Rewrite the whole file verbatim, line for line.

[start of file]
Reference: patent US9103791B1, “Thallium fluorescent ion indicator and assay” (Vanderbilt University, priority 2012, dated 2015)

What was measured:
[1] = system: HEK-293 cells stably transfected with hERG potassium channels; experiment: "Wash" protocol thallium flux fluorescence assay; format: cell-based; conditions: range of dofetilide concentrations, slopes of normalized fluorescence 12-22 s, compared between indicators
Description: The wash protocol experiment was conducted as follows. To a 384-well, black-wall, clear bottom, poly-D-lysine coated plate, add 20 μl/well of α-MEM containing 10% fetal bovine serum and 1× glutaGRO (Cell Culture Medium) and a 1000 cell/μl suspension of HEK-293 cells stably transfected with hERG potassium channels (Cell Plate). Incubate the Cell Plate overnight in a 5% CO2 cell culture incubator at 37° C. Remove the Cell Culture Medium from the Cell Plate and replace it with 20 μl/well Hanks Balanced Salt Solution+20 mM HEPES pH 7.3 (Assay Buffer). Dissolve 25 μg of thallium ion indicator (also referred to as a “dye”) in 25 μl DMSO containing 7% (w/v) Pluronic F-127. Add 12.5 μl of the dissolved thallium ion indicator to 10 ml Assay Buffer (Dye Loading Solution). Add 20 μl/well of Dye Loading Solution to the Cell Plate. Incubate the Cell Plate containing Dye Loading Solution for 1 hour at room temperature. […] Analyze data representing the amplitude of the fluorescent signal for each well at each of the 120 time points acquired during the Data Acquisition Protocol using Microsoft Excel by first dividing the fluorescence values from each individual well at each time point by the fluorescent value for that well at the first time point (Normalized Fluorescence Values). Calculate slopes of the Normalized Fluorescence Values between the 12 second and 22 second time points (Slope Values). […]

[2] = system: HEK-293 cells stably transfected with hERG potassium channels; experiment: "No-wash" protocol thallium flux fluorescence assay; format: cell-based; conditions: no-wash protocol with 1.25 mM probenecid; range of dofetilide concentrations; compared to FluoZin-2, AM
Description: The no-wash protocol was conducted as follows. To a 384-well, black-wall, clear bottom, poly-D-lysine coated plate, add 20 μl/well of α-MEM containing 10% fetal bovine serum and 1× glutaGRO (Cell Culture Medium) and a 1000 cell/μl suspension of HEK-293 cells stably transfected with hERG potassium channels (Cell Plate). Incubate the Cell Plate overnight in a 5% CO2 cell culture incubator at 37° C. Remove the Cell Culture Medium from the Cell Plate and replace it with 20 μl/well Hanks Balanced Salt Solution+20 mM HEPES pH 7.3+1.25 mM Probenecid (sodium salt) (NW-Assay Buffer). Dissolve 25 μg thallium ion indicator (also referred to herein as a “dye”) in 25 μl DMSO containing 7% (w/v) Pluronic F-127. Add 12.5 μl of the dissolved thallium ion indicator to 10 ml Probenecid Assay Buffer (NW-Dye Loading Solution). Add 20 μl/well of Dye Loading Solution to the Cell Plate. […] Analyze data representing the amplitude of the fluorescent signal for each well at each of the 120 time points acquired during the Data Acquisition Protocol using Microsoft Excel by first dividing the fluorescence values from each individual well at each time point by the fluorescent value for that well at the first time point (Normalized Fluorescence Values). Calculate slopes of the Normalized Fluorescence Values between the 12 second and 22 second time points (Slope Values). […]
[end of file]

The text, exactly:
Reference: patent US9103791B1, “Thallium fluorescent ion indicator and assay” (Vanderbilt University, priority 2012, dated 2015)

What was measured:
[1] = system: HEK-293 cells stably transfected with hERG potassium channels; experiment: "Wash" protocol thallium flux fluorescence assay; format: cell-based; conditions: range of dofetilide concentrations, slopes of normalized fluorescence 12-22 s, compared between indicators
Description: The wash protocol experiment was conducted as follows. To a 384-well, black-wall, clear bottom, poly-D-lysine coated plate, add 20 μl/well of α-MEM containing 10% fetal bovine serum and 1× glutaGRO (Cell Culture Medium) and a 1000 cell/μl suspension of HEK-293 cells stably transfected with hERG potassium channels (Cell Plate). Incubate the Cell Plate overnight in a 5% CO2 cell culture incubator at 37° C. Remove the Cell Culture Medium from the Cell Plate and replace it with 20 μl/well Hanks Balanced Salt Solution+20 mM HEPES pH 7.3 (Assay Buffer). Dissolve 25 μg of thallium ion indicator (also referred to as a “dye”) in 25 μl DMSO containing 7% (w/v) Pluronic F-127. Add 12.5 μl of the dissolved thallium ion indicator to 10 ml Assay Buffer (Dye Loading Solution). Add 20 μl/well of Dye Loading Solution to the Cell Plate. Incubate the Cell Plate containing Dye Loading Solution for 1 hour at room temperature. […] Analyze data representing the amplitude of the fluorescent signal for each well at each of the 120 time points acquired during the Data Acquisition Protocol using Microsoft Excel by first dividing the fluorescence values from each individual well at each time point by the fluorescent value for that well at the first time point (Normalized Fluorescence Values). Calculate slopes of the Normalized Fluorescence Values between the 12 second and 22 second time points (Slope Values). […]

[2] = system: HEK-293 cells stably transfected with hERG potassium channels; experiment: "No-wash" protocol thallium flux fluorescence assay; format: cell-based; conditions: no-wash protocol with 1.25 mM probenecid; range of dofetilide concentrations; compared to FluoZin-2, AM
Description: The no-wash protocol was conducted as follows. To a 384-well, black-wall, clear bottom, poly-D-lysine coated plate, add 20 μl/well of α-MEM containing 10% fetal bovine serum and 1× glutaGRO (Cell Culture Medium) and a 1000 cell/μl suspension of HEK-293 cells stably transfected with hERG potassium channels (Cell Plate). Incubate the Cell Plate overnight in a 5% CO2 cell culture incubator at 37° C. Remove the Cell Culture Medium from the Cell Plate and replace it with 20 μl/well Hanks Balanced Salt Solution+20 mM HEPES pH 7.3+1.25 mM Probenecid (sodium salt) (NW-Assay Buffer). Dissolve 25 μg thallium ion indicator (also referred to herein as a “dye”) in 25 μl DMSO containing 7% (w/v) Pluronic F-127. Add 12.5 μl of the dissolved thallium ion indicator to 10 ml Probenecid Assay Buffer (NW-Dye Loading Solution). Add 20 μl/well of Dye Loading Solution to the Cell Plate. […] Analyze data representing the amplitude of the fluorescent signal for each well at each of the 120 time points acquired during the Data Acquisition Protocol using Microsoft Excel by first dividing the fluorescence values from each individual well at each time point by the fluorescent value for that well at the first time point (Normalized Fluorescence Values). Calculate slopes of the Normalized Fluorescence Values between the 12 second and 22 second time points (Slope Values). […]